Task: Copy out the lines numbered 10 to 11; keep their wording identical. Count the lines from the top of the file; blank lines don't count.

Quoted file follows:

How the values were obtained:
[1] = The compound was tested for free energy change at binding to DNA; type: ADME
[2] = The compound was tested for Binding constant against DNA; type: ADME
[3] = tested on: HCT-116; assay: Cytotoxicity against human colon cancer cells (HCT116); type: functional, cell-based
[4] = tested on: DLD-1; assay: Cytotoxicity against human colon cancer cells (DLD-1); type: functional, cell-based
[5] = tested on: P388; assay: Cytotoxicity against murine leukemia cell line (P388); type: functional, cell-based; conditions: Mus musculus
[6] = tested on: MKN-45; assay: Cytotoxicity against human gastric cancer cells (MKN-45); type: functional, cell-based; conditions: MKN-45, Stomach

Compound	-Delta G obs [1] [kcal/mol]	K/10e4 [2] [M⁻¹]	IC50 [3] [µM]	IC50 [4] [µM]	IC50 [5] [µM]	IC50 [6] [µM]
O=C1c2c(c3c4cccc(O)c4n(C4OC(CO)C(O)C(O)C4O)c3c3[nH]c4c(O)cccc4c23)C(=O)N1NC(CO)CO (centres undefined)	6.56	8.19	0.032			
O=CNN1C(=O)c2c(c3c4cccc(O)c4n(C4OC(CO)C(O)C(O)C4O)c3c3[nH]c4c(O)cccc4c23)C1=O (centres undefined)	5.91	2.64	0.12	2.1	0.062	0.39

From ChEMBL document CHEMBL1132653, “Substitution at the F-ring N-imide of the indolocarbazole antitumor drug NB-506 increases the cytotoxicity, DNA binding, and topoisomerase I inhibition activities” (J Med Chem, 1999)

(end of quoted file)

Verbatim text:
O=CNN1C(=O)c2c(c3c4cccc(O)c4n(C4OC(CO)C(O)C(O)C4O)c3c3[nH]c4c(O)cccc4c23)C1=O (centres undefined)	5.91	2.64	0.12	2.1	0.062	0.39

From ChEMBL document CHEMBL1132653, “Substitution at the F-ring N-imide of the indolocarbazole antitumor drug NB-506 increases the cytotoxicity, DNA binding, and topoisomerase I inhibition activities” (J Med Chem, 1999)